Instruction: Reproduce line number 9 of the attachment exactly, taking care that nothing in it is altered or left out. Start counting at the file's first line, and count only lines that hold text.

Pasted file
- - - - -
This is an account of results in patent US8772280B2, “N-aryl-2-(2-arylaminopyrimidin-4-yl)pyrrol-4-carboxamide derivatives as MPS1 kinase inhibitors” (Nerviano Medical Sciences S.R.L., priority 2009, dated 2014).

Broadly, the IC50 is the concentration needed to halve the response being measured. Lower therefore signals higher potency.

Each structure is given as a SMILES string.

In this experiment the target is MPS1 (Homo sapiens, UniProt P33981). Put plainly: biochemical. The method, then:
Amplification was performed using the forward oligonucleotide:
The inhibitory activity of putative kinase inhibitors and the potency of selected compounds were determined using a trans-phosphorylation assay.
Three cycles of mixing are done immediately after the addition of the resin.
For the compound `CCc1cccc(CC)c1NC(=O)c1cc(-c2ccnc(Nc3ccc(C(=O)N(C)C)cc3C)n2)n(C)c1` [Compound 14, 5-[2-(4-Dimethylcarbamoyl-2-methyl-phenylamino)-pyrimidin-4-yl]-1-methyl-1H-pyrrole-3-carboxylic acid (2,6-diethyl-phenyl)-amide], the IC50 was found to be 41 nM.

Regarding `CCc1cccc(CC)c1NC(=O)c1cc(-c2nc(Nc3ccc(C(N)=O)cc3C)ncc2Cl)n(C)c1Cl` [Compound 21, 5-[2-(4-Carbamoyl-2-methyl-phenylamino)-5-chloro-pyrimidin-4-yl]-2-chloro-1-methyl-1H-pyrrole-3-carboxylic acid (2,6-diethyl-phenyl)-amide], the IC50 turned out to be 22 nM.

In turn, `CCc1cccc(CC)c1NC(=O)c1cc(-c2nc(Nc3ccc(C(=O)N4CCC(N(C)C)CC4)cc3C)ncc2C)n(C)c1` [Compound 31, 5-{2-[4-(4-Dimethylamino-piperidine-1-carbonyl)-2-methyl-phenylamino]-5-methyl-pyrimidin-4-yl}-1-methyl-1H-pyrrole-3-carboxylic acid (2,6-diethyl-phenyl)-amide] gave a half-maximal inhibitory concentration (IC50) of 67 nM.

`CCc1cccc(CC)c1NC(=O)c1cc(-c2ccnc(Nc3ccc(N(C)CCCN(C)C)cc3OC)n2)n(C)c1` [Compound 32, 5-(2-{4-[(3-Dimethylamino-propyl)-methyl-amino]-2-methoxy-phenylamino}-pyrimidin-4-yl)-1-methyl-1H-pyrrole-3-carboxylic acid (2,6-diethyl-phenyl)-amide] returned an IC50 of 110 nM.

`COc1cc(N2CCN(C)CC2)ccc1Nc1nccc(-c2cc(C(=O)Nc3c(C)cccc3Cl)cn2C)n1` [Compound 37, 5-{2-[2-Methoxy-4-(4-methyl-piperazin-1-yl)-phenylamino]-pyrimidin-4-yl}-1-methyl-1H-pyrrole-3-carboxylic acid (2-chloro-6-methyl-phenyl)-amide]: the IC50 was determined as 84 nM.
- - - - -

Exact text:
Regarding `CCc1cccc(CC)c1NC(=O)c1cc(-c2nc(Nc3ccc(C(N)=O)cc3C)ncc2Cl)n(C)c1Cl` [Compound 21, 5-[2-(4-Carbamoyl-2-methyl-phenylamino)-5-chloro-pyrimidin-4-yl]-2-chloro-1-methyl-1H-pyrrole-3-carboxylic acid (2,6-diethyl-phenyl)-amide], the IC50 turned out to be 22 nM.